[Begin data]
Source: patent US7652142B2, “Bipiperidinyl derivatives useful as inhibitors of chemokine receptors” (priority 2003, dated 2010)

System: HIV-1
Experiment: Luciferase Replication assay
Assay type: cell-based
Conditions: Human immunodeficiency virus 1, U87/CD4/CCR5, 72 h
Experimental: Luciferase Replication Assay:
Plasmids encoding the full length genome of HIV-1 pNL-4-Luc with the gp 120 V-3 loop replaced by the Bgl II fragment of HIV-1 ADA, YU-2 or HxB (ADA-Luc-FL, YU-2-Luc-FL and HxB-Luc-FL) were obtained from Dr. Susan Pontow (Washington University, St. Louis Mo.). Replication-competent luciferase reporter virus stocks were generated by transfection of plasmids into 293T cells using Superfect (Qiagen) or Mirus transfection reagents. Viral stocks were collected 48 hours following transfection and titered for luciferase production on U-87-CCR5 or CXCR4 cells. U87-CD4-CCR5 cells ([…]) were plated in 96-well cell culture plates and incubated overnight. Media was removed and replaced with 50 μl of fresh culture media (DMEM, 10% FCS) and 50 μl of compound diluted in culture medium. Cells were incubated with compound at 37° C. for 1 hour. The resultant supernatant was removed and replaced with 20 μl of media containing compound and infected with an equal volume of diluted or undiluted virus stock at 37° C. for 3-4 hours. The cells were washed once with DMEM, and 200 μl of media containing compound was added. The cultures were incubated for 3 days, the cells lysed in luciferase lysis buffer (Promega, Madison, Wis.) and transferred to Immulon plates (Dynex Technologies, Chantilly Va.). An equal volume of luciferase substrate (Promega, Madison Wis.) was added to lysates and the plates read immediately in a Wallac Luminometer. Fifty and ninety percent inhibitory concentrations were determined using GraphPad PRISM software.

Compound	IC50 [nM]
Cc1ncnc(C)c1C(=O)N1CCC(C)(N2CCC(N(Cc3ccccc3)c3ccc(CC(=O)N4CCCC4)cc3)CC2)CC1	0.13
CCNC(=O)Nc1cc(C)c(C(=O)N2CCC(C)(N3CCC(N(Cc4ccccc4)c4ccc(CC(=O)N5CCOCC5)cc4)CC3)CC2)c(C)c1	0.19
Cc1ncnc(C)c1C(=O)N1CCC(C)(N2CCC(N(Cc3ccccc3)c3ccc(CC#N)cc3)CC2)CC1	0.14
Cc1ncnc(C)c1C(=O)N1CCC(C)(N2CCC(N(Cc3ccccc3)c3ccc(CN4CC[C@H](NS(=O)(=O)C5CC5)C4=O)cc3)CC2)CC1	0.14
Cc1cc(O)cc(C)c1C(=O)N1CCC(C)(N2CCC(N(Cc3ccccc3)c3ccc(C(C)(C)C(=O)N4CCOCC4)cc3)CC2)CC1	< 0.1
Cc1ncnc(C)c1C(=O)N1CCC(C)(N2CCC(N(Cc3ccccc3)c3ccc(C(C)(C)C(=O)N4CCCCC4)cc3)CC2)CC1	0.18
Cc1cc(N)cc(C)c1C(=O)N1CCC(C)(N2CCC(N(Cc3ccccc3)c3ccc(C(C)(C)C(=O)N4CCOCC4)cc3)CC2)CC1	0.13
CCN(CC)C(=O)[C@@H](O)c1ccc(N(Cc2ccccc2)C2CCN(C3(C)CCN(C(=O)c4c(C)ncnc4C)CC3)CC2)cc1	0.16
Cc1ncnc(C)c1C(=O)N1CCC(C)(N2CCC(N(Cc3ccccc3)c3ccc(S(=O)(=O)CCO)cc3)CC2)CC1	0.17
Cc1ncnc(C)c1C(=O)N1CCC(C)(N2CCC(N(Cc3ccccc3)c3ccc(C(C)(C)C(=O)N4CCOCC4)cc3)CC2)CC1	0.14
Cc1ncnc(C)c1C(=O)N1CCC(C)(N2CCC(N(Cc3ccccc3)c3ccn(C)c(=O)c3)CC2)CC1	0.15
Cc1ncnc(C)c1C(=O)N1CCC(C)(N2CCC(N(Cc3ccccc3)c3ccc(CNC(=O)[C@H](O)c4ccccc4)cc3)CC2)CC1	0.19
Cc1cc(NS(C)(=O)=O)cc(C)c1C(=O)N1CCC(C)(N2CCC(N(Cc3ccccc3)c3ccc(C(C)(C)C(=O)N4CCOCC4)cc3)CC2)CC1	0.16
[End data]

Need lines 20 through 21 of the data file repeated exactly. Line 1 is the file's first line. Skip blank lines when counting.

Cc1ncnc(C)c1C(=O)N1CCC(C)(N2CCC(N(Cc3ccccc3)c3ccc(CNC(=O)[C@H](O)c4ccccc4)cc3)CC2)CC1	0.19
Cc1cc(NS(C)(=O)=O)cc(C)c1C(=O)N1CCC(C)(N2CCC(N(Cc3ccccc3)c3ccc(C(C)(C)C(=O)N4CCOCC4)cc3)CC2)CC1	0.16